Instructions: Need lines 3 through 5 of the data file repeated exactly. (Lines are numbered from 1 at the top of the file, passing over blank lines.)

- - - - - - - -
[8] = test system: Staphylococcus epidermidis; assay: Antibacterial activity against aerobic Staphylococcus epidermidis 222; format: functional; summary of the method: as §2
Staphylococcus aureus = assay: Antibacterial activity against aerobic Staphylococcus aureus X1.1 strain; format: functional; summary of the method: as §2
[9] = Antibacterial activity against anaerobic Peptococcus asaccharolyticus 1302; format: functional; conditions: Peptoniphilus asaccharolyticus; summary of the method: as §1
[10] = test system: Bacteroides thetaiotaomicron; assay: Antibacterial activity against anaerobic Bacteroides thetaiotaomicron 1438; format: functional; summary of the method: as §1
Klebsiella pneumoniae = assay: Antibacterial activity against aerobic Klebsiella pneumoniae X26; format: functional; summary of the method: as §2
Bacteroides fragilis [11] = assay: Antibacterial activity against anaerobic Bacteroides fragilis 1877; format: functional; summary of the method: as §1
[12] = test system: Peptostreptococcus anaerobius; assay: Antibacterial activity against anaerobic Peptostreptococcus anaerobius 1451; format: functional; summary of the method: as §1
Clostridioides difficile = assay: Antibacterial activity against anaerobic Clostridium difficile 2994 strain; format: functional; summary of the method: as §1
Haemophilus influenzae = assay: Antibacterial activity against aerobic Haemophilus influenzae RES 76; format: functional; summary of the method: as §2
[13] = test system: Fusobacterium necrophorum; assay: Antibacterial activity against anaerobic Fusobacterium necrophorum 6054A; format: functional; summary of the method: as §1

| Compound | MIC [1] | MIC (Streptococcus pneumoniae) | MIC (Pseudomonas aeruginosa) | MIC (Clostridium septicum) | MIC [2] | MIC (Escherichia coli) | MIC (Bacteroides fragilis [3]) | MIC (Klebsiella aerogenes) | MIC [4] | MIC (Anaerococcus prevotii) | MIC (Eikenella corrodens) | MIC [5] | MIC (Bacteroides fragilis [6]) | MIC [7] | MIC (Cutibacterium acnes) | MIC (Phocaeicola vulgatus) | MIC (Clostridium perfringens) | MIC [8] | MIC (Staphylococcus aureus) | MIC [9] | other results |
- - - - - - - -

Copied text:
[9] = Antibacterial activity against anaerobic Peptococcus asaccharolyticus 1302; format: functional; conditions: Peptoniphilus asaccharolyticus; summary of the method: as §1
[10] = test system: Bacteroides thetaiotaomicron; assay: Antibacterial activity against anaerobic Bacteroides thetaiotaomicron 1438; format: functional; summary of the method: as §1
Klebsiella pneumoniae = assay: Antibacterial activity against aerobic Klebsiella pneumoniae X26; format: functional; summary of the method: as §2